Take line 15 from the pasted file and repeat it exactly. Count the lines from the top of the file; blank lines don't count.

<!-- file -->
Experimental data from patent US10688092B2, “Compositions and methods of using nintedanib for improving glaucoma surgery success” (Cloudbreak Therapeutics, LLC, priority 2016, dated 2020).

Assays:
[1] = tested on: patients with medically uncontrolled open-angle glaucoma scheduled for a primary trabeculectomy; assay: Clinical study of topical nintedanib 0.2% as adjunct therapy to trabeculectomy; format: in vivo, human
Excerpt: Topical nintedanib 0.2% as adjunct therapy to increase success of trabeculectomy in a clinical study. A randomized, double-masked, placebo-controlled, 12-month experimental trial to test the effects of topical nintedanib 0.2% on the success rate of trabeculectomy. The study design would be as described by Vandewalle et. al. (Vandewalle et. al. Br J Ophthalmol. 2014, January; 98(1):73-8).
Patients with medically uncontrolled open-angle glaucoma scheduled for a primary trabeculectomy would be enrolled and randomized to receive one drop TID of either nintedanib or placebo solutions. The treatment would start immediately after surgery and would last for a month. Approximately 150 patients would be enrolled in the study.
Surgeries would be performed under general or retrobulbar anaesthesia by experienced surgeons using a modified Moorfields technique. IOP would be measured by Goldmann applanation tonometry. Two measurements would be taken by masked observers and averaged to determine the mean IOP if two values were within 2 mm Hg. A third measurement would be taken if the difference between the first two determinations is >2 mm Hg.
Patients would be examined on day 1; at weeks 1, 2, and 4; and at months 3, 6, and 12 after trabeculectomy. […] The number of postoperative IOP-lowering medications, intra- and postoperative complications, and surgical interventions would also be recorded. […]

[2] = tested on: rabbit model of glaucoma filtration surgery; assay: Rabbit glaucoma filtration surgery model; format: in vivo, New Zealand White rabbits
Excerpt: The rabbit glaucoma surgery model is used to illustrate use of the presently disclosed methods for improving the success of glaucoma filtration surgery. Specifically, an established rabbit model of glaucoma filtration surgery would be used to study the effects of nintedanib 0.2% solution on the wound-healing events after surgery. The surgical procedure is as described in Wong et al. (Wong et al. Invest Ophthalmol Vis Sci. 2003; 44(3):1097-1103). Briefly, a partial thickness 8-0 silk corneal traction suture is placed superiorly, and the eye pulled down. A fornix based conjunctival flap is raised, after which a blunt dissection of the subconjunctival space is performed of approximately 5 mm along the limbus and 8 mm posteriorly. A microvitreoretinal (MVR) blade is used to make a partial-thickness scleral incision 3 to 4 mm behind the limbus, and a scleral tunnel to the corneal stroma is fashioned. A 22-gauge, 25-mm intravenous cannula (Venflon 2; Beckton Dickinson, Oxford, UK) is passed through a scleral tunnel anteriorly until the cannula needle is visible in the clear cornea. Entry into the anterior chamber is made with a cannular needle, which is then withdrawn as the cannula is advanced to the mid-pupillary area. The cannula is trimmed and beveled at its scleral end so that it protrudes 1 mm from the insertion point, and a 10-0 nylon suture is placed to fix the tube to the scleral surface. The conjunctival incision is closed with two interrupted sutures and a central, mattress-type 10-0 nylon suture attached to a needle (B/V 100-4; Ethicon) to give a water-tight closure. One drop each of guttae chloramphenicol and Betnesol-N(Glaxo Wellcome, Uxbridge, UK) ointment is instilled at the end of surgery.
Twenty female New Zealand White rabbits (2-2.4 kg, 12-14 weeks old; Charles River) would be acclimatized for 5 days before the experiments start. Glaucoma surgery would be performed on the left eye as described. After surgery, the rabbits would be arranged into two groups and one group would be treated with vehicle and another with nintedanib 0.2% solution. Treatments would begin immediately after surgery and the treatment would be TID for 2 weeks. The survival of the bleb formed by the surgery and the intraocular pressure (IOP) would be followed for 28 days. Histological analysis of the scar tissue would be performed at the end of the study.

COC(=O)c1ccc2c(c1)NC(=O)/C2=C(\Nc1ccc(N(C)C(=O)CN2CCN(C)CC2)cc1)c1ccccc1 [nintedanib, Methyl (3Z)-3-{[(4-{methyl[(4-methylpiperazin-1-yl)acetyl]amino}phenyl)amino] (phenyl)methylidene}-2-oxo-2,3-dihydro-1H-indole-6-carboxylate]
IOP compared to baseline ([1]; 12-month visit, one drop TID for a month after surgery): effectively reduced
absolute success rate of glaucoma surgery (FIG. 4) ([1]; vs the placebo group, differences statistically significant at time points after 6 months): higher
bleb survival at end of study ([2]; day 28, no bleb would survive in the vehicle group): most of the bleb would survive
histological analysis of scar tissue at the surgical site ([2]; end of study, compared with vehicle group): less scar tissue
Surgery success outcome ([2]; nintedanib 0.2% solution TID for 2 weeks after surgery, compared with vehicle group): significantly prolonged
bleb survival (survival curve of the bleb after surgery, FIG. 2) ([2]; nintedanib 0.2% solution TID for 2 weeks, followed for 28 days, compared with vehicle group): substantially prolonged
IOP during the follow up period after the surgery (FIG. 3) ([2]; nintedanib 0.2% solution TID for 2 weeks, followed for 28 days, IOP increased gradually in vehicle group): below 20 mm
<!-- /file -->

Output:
histological analysis of scar tissue at the surgical site ([2]; end of study, compared with vehicle group): less scar tissue